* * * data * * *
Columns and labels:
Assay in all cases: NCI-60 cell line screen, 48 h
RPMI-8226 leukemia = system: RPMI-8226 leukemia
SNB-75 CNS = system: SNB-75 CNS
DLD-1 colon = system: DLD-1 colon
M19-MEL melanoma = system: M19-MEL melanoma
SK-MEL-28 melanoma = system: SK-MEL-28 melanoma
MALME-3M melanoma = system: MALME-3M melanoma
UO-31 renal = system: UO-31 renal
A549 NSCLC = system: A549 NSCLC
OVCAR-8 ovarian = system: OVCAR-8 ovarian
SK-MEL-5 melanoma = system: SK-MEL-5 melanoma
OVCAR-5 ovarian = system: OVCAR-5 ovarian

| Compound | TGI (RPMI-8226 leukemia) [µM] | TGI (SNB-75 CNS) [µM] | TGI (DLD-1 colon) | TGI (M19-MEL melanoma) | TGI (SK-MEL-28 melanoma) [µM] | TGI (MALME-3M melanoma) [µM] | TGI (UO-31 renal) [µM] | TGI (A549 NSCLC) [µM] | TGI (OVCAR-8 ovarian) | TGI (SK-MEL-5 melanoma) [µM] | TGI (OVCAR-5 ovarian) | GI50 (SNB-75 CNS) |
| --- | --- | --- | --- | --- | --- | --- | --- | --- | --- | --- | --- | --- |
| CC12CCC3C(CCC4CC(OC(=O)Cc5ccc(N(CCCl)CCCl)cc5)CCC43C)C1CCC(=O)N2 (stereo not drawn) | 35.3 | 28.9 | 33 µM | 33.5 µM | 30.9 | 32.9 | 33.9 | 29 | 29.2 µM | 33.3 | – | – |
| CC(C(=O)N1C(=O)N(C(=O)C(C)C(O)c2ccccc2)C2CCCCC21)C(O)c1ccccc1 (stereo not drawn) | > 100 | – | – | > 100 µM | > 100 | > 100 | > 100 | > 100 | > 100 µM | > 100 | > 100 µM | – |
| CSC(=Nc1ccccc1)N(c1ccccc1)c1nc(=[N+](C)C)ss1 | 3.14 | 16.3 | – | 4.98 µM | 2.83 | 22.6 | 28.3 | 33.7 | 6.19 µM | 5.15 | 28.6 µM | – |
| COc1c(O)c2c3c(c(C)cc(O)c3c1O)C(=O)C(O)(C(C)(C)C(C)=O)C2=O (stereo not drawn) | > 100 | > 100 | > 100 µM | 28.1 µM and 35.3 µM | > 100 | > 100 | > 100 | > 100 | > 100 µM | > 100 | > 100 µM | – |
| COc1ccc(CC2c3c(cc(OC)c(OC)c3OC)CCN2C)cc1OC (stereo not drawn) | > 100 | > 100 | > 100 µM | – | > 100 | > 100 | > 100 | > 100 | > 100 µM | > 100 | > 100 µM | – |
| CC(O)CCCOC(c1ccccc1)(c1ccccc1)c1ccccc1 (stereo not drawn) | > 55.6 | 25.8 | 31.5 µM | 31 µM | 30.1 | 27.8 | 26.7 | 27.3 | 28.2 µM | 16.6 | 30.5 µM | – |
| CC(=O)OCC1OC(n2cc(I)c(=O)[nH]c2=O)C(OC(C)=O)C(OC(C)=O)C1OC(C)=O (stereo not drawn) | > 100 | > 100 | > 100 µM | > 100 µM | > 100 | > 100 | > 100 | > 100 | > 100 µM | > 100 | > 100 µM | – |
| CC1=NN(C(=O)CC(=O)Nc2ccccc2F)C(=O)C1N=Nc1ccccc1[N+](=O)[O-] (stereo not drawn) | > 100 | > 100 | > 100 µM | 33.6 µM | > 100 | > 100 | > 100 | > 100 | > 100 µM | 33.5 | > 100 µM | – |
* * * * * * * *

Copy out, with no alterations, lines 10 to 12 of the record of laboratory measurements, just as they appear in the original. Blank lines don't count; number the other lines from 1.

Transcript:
A549 NSCLC = system: A549 NSCLC
OVCAR-8 ovarian = system: OVCAR-8 ovarian
SK-MEL-5 melanoma = system: SK-MEL-5 melanoma